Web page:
16 · SPEC Kit 299
devote to a SC campaign. As was noted earlier, most
librarians who are tasked with developing an SC
education initiative have added this to an already
full plate of responsibilities. Several respondents
seemed to feel their SC education initiatives would
fail until their library administration made SC edu-
cation a real priority, providing money to fund a
position that would be primarily or solely devoted
to SC issues. Another major stumbling block that
many mentioned is the difficulty of “educating li-
brarians so they are equipped to engage faculty in
discussions of issue.” It was acknowledged that SC
is made up of many complex issues about which it
is difficult to keep up-to-date.
Assessments of Success
Only 5 respondents (9%) indicated that they had
made any evaluation of the success of their li-
brary’s SC education activities. In several instances
these were just the quick “what did you learn”
evaluations that are often requested after a class,
workshop, or symposium. In one case, the evalu-
ation was a part of the yearly evaluation of the
SC librarian. Another mentioned that they believe
slow but steady growth in the deposit and usage
statistics of their IR is a measure of their success.
Only one responding institution appears to have
done a comprehensive evaluation, saying that their
“Office of Scholarly Communication has done sur-
veys of faculty across all the campuses on scholarly
communication issues in both 2004 and 2006.” The
content of these surveys was not provided.
Demonstrable Outcomes
The respondents were invited to relate any demon-
strable outcomes (such as statements from faculty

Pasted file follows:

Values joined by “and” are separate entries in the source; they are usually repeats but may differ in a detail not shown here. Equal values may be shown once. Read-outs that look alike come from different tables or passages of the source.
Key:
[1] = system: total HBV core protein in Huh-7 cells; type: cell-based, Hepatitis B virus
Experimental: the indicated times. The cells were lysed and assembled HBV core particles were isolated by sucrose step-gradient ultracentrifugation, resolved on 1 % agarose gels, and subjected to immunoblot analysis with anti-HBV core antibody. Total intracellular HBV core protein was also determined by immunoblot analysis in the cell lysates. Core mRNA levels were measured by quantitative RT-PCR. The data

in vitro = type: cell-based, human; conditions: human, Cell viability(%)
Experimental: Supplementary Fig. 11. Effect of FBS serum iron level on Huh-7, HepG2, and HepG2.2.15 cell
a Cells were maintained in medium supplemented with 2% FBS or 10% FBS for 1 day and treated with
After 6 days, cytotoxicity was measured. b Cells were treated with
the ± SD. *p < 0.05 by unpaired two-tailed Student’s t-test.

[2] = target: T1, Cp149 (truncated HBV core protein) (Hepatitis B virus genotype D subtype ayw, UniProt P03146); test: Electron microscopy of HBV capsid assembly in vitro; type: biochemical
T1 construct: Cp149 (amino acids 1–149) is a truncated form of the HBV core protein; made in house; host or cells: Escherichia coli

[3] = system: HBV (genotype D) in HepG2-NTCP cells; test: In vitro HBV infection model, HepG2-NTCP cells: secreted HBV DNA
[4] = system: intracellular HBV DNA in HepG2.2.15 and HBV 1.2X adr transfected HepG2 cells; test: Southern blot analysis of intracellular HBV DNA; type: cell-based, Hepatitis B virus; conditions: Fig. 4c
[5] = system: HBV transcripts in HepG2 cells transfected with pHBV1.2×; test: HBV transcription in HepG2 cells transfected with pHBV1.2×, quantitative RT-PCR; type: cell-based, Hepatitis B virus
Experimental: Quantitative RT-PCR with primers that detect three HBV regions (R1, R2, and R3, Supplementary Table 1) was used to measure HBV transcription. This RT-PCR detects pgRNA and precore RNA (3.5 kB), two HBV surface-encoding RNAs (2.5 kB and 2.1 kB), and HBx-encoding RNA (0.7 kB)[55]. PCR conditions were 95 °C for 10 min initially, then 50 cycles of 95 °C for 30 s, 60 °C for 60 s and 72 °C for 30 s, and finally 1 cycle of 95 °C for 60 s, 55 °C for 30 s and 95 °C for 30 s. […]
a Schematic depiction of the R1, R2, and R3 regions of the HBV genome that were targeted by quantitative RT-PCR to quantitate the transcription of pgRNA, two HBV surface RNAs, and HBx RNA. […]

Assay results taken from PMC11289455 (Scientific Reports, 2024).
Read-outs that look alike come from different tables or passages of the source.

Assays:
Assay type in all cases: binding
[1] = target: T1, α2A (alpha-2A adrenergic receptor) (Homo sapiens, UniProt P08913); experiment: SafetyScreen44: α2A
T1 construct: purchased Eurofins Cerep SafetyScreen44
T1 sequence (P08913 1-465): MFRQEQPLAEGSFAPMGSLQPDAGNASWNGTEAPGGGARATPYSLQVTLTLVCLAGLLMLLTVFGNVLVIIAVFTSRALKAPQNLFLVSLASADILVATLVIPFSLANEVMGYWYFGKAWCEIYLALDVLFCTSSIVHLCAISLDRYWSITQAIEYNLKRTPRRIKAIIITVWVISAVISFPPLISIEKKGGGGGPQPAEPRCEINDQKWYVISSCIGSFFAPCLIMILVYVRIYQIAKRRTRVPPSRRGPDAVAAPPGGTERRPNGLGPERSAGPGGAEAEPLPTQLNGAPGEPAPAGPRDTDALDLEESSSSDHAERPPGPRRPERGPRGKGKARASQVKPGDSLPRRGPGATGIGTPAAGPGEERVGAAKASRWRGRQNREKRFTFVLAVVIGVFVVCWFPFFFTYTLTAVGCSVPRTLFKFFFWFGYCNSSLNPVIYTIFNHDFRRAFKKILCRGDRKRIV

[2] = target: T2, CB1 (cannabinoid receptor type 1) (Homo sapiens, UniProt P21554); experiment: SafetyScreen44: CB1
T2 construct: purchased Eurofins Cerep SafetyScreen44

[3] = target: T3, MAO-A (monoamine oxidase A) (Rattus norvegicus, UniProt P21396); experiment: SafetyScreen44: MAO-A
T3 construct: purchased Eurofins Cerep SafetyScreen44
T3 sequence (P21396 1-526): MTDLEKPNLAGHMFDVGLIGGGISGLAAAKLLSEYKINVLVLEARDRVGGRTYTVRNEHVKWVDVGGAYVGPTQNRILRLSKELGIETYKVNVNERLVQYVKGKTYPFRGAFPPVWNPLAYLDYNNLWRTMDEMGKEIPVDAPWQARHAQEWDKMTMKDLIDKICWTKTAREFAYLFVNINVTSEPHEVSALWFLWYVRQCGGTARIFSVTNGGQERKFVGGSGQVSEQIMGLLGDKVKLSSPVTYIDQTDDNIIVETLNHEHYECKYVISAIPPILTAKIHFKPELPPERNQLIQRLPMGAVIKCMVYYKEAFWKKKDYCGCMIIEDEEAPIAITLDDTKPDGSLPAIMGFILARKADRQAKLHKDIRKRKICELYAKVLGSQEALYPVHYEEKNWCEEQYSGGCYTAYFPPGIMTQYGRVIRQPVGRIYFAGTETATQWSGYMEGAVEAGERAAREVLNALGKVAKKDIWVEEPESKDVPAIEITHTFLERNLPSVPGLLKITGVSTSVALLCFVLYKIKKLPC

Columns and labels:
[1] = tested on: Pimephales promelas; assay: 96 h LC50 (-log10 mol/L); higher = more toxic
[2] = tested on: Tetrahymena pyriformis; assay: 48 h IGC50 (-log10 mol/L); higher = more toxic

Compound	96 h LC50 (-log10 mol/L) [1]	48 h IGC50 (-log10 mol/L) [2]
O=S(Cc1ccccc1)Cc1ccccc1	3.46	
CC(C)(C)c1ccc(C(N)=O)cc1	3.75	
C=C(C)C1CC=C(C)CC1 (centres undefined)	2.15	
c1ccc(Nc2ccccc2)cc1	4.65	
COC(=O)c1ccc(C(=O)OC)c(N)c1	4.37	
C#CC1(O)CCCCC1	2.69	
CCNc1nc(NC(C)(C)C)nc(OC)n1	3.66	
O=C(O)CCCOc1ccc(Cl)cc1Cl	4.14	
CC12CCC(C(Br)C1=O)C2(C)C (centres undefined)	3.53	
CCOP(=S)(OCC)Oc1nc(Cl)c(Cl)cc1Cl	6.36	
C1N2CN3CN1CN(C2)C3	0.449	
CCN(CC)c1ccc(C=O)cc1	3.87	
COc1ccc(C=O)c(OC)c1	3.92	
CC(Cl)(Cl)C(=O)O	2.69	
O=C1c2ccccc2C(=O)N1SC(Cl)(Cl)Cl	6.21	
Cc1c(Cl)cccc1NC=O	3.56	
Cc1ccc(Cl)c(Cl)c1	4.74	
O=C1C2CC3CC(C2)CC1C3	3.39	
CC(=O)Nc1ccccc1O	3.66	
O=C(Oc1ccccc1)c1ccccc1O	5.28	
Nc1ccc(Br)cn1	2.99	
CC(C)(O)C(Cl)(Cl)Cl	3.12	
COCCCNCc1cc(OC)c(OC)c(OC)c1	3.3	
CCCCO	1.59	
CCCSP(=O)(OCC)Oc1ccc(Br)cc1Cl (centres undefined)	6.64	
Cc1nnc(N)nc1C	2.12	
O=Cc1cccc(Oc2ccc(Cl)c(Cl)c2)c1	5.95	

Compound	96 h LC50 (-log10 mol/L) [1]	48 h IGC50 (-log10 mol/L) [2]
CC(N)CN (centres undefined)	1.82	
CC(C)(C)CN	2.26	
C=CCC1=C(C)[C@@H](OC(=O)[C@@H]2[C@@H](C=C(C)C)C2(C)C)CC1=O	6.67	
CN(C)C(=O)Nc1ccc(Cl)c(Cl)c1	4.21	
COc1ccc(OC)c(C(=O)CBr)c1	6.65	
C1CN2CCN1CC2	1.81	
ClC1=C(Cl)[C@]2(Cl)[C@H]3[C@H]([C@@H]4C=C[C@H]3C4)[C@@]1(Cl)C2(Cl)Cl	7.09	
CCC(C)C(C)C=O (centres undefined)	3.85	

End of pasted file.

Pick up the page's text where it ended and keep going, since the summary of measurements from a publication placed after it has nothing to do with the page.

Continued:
governance bodies, changes in promotion and
tenure criteria, author’s switching to open access
journals, etc.) related to the library’s SC education
activities. Twenty-three institutions listed one or
more outcomes for a total of 37 examples. The most
frequently mentioned outcome (9 responses) was
the passage of a Faculty Senate Resolution on SC.
The focus of the resolutions varied. Several focused
on bringing down the cost of journals, including
one that supported “increased funding for library
acquisitions.” Others encouraged their faculty to
“use open access publications whenever possible
another was endorsing the Tempe Principles to
work toward transforming scholarly communica-
tion and others were endorsing the use of copy-
right addenda by their researchers. Whether part
of a SC Faculty Senate resolution or not, increased
support for using copyright addenda to retain the
rights to one’s published materials was mentioned
as a significant outcome by at least 6 of the 23 re-
At least five institutions mentioned that their
faculty are developing open access (OA )journals
using online journal publishing platforms sup-
ported by the library. The support and increased
usage of local institutional repositories was also
cited by at least five respondents as evidence that
the SC message is reaching the faculty and admin-
On respondent is clearly frustrated with the
seeming glacial speed with which real outcomes
are discernible: “We have some general resolutions
and statements, etc., but many of us have stacks of
these stuck away in our bottom drawers. What I’d
like to see is more OA journals &books based in
IRs and action from funding agencies that require
OA reporting of results.” But another was pleas-
antly surprised that, “The [local] editors and board
members are genuinely pleased the library is tak-
ing an active role.”
Final Comments from the Respondents
In their additional comments, quite a few of the re-
spondents indicated that they felt they were “early
in the process” of scholarly communication educa-
tion efforts. Several have just hired a SC librarian
or are just setting up institutional repositories or
digital presses. They expect to be making serious
strides in their SC education efforts in the near fu-
ture, though. As one explained, “We have been en-
gaging in SC activities for some years but only in
2007 have we begun formalizing these activities in
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